Cyberspace, commodification and the history of me


A friend of mine recommended I watch the documentary “All Watched Over By Machines of Loving Grace”, a three-part series devoted to exploring the culture of technology, its evolution and its impact upon modern society.

The first episode, “Love and “ starts off by using Ayn Rand’s objectivism as a touchstone (never a good thing in my view) but breaks off into a variety of discussions on the rise of Silicon Valley in the 1980s and 1990s and, more importantly, the unleashing of western markets on the worldwide economy, where faith in market stability was hedged on the … Read the rest

On non-compulsory voting in Queensland state elections

The Queensland Government has opened up a discussion paper regarding electoral reform. It covers a lot of things, but one issue that has been making people take notice is the proposal to remove compulsory voting in state elections, meaning the responsibility of turning up at the ballot booth would become entirely optional.

Many writers have already thrown down their two cents, but I have a few idle thoughts regarding this development.

Whatever your political views, I think that introducing voluntary voting this is fundamentally a bad idea.

Many think that being forced to vote is fundamentally undemocratic, but … Read the rest

Adieu Rave

On the 26 June, Brisbane’s best street press Rave Magazine abruptly ceased publication after 21 years and 1047 print editions. I had been contributing to the magazine for almost two years, signing on as an indie reviewer in August 2009.

This started off a long, meandering piece lamenting the magazine’s death, but after reading Justin Edward’s great tribute, I’ll simply say that I was always very proud of having the opportunity to contribute to the publication.

Despite not being able to be as prolific as many other contributors, I wrote nearly 100 record reviews, 9 video game reviews, conducted … Read the rest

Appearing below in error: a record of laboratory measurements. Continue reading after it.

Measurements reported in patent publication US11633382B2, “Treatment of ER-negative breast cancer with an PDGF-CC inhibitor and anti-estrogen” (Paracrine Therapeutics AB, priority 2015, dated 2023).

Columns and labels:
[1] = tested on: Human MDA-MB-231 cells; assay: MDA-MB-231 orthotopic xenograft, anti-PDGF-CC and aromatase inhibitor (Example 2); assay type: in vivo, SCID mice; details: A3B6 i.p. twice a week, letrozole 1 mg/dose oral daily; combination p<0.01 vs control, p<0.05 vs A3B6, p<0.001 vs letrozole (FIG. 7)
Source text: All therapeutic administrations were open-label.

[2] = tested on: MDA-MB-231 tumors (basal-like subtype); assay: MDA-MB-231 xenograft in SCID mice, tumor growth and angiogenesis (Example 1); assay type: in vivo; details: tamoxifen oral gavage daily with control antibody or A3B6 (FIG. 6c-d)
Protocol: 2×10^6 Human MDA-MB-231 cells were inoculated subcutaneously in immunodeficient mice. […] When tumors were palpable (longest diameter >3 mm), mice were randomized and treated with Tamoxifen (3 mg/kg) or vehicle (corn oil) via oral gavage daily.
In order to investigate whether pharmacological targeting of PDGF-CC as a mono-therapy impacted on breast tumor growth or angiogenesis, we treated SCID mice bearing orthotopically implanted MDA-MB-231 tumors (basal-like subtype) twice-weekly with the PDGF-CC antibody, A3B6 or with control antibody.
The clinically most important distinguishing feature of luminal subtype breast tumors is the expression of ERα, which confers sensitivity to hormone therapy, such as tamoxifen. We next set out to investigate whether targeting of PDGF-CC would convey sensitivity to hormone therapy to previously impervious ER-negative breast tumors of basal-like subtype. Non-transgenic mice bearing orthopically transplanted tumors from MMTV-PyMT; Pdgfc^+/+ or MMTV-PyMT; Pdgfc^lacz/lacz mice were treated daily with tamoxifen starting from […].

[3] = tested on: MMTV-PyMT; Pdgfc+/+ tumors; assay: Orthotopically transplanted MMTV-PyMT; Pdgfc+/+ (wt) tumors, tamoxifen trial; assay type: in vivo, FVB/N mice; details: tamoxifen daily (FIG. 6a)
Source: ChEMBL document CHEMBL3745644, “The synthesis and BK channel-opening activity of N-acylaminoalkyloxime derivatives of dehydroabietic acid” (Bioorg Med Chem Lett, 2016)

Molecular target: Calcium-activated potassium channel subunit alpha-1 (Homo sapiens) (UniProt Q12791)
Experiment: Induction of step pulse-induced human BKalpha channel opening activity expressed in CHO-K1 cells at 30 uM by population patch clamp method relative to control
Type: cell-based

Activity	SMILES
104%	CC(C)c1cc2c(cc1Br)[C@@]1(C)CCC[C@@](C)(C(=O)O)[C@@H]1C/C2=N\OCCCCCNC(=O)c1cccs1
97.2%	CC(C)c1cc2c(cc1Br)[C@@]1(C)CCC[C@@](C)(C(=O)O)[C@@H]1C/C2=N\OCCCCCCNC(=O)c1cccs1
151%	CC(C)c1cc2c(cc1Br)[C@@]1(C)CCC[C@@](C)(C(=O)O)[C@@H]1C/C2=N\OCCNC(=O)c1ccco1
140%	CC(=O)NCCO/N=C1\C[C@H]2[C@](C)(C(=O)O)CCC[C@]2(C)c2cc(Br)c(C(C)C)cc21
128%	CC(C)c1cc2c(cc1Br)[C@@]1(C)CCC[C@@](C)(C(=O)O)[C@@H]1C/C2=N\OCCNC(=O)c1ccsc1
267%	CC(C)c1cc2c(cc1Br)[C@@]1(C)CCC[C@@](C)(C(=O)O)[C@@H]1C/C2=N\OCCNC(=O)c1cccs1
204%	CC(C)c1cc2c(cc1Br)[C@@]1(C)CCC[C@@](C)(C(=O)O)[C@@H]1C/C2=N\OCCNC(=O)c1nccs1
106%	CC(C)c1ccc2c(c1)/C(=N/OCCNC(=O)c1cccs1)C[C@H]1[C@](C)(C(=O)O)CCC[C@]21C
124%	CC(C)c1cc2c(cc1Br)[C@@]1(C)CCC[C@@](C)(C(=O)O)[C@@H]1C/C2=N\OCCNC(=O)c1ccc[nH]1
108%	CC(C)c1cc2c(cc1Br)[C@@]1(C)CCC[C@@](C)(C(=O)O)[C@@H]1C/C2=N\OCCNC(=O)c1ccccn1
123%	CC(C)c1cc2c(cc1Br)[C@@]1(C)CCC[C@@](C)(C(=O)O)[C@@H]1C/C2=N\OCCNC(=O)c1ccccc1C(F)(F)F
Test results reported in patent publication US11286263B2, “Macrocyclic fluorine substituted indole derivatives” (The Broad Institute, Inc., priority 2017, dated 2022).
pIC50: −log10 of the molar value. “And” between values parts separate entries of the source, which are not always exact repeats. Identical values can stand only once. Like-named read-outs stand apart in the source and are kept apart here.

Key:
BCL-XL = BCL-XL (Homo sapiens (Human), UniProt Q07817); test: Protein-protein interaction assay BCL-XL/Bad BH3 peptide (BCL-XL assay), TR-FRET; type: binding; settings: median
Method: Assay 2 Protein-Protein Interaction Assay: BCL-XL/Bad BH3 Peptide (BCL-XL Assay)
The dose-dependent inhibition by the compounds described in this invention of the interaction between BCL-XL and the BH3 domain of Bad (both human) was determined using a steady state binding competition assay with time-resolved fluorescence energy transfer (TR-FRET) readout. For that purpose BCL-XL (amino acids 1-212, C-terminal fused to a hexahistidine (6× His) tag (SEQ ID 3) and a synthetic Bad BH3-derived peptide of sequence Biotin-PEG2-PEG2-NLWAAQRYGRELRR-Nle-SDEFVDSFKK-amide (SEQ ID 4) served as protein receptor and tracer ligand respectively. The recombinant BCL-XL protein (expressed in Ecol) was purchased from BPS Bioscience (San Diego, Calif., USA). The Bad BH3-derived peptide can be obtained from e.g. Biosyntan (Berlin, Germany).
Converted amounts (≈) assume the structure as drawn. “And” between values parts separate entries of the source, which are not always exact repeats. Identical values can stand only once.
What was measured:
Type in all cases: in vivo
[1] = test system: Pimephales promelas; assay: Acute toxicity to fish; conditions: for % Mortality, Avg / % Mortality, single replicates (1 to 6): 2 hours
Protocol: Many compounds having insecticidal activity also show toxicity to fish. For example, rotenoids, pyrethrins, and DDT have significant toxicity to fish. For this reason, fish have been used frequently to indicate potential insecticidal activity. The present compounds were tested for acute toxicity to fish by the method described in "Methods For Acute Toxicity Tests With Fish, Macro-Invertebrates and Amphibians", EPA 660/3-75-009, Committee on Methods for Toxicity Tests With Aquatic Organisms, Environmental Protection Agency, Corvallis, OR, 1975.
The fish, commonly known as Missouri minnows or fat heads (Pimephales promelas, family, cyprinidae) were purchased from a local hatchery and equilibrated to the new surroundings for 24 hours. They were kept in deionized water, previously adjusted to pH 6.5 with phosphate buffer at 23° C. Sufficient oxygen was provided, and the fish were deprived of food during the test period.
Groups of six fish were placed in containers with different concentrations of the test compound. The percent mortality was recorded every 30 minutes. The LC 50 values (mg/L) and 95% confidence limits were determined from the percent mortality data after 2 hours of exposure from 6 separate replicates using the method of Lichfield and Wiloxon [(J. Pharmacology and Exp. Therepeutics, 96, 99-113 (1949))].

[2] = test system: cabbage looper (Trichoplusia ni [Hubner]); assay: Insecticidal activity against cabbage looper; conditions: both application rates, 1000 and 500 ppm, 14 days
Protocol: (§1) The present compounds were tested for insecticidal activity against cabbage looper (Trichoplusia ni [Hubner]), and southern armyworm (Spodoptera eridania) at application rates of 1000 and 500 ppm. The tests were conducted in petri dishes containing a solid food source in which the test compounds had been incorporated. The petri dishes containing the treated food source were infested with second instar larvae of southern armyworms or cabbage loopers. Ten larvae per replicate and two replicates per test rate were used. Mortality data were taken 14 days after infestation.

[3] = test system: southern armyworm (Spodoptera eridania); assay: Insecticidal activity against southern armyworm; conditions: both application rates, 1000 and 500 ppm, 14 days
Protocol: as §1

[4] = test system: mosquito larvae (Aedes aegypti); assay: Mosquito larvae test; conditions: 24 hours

Australian politics and integrity.

I happen to be reading Plato’s Republic, and am deep into his treatise on how democracy should work and his ideal of the philosopher king. It’s fairly interesting, though I’m not sure of its contemporary practical value and can see why some of the more psychopathic dictators of the past have been inclined to Plato’s ideas, but it serves as an interesting sidenote to another article I happened to read this week regarding the current health of contemporary Australian politics.

Should personal integrity the most important facet of being a politician in Australia? Gregory Melleuish argues that it should Read the rest

Thinking about arguing

Came across this fascinating video about how one can think about arguments and prepare themselves to objectivily evaluate them. This one came via The Intepreter.

In this video Julia Galef from Measure of Doubt discusses some techniques that can help you think about the true meaning behind argumentation, herself arguing that the process should be more about striving towards having true beliefs rather than ‘winning’. She discusses argumentation as collaboration rather than combat, encouraging one to try visualise the process as seperate from ones own body or ego. Other techniques she discusses include:

  • Visualising being wrong.
  • Taking a long
Read the rest